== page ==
Michael Gow's play is set in 1967. It is the end of the year. The place is Australia. The suburbs of Sydney and the New South Wales beaches are the prominent locations. Throughout the play, the characters react to the personal consequences upon their lives caused by the social changes and issues that produced the conflicts that compel them to act as they do.
In the 1960s, Australia, like every other Western country, was hit hard by the social and military upheavals of the decade. Australia was overtly pro-American Vietnam involvement. Some Australians took up the counter-culture protests against the war along with the representatives of the antiwar movements in all other countries. The division this caused in Australia was the same as in America and elsewhere in the West.
Australia was involved in Vietnam for a decade ending in 1972. During this time, 500 Australian military personnel lost their lives and 3,000 were wounded. In comparison to American casualties, this figure is modest, but to the personnel and families directly affected by these numbers, they were anything but modest. The effects of this social conflict is one of the greatest themes in Away. Other themes are the sexual revolution, brought about by the introduction of birth control pills; waning Christian beliefs in the wake of the aftermath of two world wars; and changing values and lifestyles resulting from newly emergent economic prosperity and consumerism coupled with a surge of European immigrants.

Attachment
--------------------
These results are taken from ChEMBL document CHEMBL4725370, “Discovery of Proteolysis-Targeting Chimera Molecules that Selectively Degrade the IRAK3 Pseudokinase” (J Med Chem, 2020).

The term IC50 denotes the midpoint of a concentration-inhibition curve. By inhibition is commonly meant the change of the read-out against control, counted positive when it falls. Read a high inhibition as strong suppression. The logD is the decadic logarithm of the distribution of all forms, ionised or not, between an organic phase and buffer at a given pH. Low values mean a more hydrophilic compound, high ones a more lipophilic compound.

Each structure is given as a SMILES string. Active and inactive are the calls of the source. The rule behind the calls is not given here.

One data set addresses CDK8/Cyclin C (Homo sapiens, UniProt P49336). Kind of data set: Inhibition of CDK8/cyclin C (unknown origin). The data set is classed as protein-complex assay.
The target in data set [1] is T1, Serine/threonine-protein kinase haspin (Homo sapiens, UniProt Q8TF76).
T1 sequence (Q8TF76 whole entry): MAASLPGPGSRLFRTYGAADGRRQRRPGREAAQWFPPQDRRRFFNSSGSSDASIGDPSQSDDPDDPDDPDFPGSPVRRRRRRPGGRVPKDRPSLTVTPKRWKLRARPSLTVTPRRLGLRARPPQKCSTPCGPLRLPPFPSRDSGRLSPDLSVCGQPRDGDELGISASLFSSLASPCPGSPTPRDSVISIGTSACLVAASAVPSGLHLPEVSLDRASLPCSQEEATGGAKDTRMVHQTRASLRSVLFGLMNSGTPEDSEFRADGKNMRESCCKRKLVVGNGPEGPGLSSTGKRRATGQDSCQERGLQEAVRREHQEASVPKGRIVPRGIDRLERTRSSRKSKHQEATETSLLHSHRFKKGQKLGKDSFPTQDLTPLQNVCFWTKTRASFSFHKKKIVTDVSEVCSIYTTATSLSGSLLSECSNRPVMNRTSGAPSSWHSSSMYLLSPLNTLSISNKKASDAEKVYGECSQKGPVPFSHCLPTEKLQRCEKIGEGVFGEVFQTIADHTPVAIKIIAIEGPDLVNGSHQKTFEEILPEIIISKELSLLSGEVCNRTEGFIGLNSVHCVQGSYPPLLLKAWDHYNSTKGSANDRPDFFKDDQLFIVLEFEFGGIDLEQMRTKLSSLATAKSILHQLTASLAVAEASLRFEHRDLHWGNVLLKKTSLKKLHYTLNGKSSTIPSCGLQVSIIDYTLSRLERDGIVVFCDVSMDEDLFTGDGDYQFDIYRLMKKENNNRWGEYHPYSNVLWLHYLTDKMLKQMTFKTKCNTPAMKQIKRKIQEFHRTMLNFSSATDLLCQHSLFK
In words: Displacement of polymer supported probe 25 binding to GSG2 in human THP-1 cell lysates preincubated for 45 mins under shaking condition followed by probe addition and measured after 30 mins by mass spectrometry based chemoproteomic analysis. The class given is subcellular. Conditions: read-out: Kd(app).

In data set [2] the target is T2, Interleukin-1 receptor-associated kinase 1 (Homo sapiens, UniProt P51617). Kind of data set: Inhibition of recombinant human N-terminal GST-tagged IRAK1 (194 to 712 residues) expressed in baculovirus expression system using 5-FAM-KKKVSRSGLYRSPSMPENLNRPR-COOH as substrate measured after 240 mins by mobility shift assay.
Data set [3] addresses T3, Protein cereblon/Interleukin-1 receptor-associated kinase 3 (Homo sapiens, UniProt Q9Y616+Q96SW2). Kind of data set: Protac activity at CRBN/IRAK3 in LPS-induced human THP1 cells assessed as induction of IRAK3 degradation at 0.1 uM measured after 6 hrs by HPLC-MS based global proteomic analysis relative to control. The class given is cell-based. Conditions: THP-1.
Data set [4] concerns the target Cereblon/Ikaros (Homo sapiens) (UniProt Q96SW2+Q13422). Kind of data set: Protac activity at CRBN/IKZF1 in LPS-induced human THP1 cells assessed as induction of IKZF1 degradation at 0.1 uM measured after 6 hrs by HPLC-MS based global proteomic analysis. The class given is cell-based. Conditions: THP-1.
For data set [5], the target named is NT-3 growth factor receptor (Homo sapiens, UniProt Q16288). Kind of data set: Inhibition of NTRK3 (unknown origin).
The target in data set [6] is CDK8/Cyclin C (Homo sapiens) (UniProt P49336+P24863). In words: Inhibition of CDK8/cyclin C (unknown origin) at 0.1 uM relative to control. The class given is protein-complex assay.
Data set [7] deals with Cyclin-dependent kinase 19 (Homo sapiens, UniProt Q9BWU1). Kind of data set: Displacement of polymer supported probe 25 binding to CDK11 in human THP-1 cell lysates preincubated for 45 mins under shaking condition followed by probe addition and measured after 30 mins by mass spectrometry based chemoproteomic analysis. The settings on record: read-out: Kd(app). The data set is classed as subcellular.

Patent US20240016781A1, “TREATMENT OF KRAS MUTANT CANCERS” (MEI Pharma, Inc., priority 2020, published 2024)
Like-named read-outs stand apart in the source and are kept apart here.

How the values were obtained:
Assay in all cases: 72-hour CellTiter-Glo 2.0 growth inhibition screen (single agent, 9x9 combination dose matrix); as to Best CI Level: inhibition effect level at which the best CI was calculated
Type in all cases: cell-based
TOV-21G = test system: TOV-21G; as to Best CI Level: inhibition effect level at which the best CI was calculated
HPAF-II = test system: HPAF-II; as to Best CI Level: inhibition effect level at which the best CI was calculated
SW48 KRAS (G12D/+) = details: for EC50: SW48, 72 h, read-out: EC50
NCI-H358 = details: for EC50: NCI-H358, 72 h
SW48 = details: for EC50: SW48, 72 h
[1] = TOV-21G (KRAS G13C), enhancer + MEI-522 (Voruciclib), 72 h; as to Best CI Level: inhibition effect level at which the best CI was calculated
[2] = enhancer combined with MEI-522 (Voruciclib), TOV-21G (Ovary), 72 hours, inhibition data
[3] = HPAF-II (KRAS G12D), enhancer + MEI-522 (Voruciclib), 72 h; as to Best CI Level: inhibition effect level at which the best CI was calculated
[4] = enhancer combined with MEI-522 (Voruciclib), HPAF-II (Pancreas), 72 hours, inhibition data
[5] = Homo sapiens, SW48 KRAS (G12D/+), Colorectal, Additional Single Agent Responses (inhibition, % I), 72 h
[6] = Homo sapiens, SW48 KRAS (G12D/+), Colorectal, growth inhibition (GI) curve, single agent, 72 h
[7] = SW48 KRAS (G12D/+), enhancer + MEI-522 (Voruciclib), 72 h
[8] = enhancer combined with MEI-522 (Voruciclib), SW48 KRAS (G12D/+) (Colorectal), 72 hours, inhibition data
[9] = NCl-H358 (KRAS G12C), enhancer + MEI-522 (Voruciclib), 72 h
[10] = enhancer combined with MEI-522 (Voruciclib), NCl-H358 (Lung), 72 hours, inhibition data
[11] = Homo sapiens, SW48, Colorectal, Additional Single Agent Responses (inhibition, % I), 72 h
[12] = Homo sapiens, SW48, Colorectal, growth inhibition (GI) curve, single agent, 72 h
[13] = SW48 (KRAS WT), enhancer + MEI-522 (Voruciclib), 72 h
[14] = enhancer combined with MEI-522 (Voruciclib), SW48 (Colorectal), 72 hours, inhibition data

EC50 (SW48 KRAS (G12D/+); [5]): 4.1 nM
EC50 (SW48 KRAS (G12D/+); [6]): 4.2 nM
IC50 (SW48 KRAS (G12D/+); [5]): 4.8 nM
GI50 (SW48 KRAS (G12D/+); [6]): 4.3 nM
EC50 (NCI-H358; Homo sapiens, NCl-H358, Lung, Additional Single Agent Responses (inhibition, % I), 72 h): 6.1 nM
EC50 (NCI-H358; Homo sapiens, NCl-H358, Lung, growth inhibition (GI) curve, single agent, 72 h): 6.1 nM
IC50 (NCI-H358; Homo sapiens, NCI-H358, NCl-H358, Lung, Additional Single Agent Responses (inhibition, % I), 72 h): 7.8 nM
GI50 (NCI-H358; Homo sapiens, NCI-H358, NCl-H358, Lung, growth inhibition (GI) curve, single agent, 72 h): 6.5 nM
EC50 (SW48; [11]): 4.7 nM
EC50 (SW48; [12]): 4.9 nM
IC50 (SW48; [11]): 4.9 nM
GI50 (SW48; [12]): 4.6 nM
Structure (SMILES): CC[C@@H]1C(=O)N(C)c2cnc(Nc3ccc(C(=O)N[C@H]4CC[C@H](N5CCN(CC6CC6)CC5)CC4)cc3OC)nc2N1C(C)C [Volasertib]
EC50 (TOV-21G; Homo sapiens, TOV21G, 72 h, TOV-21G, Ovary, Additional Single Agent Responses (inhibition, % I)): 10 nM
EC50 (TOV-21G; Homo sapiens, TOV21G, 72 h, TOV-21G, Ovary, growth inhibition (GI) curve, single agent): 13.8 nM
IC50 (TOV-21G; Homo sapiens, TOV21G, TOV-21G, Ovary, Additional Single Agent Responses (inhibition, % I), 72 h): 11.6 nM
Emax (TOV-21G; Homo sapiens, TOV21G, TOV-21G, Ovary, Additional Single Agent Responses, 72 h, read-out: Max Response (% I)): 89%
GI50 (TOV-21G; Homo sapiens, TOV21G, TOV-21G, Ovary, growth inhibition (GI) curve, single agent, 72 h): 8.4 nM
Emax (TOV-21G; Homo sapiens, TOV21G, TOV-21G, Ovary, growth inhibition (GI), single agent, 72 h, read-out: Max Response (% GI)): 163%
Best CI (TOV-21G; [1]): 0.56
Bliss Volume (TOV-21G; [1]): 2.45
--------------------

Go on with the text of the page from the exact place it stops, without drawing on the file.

Away is written in five acts in the style of a Shakespearean play. In fact, Gow employs significant allusion to Shakespeare's plays, namely King Lear, A Midsummer Night's Dream, and The Tempest. According to Valerie Sutherland (see link), Act One present the orientation; Acts Two and Three, the conflict, with the climax coming at the end of Act Three; Act Four, with a brief portion of Act Five, presents the resolution; and Act Five "rounds out themes and returns to the familiar school setting of the opening scene" (pg. 17).
Other themes include going away and (the ultimate going away) death, a theme which is pointed to by Tom’s opening line in Act One, Scene Two: “You going away tomorrow?” At one point, Coral asks whether or not it is “better for them to die like that? Looking like gods?" Another is the tightly related theme of reconciliation, as families and individuals must come to grips with the effects of social conflicts. Along with Australians' newly emerging social values, attitudes, and beliefs, another theme is emotional baggage. This has a powerful physical symbol in the physical baggage that the families take with them on their holiday vacations.